Virtual Museum of Canada
Jardin botanique de Montréal 
Centre for Forest Research

Nitrogen: N for nourishing

Some trees don't stop at mycorrhizal symbiosis. Their roots form swellings, called nodules, from a few millimetres to several centimetres long. These nodules are colonized by bacteria that fix nitrogen from the atmosphere in an organic form that can be absorbed by the tree. This direct access to nutrients means that the tree doesn’t have to go looking for organic nitrogen in the soil. In exchange, just as it does with mycorrhizae, the tree provides the symbiotic bacteria with sugars.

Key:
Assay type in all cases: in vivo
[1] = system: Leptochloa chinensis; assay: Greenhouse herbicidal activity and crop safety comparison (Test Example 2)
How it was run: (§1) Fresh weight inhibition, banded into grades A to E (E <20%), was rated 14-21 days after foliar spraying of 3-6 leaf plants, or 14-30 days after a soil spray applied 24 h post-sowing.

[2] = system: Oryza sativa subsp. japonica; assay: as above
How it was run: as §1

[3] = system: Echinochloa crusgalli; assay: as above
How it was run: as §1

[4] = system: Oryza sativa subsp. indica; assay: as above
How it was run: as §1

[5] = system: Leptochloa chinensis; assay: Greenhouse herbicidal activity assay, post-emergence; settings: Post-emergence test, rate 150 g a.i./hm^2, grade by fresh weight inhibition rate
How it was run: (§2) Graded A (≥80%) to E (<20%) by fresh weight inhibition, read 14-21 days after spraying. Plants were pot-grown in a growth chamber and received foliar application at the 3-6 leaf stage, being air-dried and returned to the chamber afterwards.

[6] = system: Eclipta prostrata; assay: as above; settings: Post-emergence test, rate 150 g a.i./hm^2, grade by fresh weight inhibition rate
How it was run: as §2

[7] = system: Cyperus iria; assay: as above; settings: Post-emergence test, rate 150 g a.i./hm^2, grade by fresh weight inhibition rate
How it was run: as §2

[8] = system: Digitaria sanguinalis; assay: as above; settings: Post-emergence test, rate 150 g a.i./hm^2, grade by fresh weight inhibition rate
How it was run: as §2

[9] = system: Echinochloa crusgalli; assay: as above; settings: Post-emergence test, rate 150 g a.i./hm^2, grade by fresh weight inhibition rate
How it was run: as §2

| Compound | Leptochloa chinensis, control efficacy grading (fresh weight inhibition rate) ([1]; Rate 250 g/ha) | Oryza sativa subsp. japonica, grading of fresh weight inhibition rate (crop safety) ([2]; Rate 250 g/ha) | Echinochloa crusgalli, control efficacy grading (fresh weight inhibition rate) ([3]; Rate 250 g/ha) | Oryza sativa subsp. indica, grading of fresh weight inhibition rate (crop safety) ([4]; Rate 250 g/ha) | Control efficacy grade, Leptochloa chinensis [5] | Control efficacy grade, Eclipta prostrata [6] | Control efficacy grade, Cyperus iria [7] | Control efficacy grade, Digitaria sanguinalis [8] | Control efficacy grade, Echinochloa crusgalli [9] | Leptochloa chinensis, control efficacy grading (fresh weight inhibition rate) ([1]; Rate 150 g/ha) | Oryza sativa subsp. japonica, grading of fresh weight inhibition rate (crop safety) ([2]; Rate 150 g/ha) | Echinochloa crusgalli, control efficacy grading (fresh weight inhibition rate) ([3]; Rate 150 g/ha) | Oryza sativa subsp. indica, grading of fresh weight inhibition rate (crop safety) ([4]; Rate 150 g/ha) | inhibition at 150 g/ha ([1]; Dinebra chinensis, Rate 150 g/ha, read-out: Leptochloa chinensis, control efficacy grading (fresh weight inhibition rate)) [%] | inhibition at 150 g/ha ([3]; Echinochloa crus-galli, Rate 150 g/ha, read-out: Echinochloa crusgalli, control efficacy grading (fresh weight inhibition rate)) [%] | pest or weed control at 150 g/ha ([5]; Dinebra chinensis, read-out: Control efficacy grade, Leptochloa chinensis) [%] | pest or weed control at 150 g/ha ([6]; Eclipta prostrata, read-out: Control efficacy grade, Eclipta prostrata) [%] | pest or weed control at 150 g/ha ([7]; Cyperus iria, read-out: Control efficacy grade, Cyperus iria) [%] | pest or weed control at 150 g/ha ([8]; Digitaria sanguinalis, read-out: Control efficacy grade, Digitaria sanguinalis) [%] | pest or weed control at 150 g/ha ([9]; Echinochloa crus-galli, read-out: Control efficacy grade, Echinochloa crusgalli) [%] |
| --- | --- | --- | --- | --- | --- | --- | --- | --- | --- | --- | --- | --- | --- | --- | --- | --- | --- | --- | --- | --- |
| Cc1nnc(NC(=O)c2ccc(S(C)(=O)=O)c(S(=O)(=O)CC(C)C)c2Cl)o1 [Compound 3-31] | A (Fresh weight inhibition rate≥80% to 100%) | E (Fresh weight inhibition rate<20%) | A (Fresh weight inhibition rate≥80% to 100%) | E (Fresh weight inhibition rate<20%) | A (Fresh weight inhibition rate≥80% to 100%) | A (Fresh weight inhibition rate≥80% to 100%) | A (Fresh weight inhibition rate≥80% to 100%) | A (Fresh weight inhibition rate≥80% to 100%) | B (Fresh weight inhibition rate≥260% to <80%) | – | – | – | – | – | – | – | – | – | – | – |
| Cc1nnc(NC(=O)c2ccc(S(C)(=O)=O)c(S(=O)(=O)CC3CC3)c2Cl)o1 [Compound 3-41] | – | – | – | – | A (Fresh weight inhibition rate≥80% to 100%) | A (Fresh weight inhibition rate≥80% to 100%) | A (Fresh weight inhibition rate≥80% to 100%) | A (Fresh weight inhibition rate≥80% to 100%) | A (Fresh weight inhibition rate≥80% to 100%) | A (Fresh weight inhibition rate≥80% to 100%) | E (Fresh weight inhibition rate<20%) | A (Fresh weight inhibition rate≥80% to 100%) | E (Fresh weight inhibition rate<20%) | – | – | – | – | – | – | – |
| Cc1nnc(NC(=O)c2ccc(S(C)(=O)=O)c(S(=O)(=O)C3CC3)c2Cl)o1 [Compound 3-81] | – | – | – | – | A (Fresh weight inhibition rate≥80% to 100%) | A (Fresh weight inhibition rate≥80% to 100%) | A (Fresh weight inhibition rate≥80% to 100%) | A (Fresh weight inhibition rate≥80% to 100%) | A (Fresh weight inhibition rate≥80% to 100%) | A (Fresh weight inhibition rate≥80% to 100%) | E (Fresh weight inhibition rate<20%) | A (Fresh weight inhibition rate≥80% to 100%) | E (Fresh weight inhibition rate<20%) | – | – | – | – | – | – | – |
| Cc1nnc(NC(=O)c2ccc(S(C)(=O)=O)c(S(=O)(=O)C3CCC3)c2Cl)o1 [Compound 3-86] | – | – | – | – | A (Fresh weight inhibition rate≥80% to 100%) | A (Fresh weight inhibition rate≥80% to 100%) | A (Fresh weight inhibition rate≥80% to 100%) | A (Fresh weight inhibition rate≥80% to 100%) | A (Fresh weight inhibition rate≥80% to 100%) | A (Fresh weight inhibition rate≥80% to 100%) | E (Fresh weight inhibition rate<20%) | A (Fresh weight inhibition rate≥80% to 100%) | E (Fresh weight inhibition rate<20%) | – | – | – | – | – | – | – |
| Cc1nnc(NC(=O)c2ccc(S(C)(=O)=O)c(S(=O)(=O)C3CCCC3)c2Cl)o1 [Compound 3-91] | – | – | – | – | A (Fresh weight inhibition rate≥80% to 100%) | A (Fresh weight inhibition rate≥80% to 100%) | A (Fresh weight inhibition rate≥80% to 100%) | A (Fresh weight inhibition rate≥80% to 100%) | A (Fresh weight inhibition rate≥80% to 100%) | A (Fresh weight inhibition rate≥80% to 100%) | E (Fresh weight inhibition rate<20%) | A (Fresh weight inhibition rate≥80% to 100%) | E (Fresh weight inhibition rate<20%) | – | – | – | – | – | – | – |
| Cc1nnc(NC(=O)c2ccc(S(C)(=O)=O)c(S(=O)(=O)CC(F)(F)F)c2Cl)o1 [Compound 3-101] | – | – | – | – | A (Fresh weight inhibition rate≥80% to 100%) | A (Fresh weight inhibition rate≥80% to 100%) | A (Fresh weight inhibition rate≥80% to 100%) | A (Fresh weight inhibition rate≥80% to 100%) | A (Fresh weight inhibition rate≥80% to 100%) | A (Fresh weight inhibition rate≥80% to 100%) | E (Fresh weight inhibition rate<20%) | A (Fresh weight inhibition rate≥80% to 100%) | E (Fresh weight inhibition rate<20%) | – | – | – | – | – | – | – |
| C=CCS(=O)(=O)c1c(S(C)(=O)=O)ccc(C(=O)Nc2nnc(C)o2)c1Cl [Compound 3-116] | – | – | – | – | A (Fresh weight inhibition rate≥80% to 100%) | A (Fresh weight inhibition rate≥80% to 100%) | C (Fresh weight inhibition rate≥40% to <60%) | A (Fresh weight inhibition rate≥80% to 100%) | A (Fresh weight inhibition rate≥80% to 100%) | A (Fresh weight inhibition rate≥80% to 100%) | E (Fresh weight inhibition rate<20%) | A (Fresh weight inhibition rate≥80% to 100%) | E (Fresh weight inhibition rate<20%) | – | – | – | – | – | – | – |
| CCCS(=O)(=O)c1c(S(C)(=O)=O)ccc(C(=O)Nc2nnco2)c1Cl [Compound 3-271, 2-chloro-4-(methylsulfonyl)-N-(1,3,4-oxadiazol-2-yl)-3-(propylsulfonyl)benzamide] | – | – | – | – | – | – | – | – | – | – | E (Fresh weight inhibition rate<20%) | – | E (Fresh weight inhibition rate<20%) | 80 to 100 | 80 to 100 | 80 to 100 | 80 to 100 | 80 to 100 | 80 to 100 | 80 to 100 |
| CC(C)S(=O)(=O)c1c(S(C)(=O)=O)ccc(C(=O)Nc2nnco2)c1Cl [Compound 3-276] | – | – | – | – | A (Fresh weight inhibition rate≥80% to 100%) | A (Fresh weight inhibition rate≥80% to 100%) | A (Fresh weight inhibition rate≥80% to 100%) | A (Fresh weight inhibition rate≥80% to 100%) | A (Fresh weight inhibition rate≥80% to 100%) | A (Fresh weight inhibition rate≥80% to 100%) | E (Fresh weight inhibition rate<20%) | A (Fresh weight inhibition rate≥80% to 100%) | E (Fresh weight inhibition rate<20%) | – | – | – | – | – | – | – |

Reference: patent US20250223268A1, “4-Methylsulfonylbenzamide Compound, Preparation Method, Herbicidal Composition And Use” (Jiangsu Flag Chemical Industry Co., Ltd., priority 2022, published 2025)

Trees like this are especially popular in agroforestry (Landscape mixing agricultural and forest crops.) and sylviculture (Discipline for the exploitation of forest trees. ), because they are living fertilizer. Most of the nitrogen they use comes directly from the air. The organic nitrogen they return to the soil, when they lose their leaves for example, is then available to other plants.

Photo of unearthed roots and nodules of a Siberian peashrub (Caragana arborescens)
Caragana arborescens
© Jardin botanique de Montréal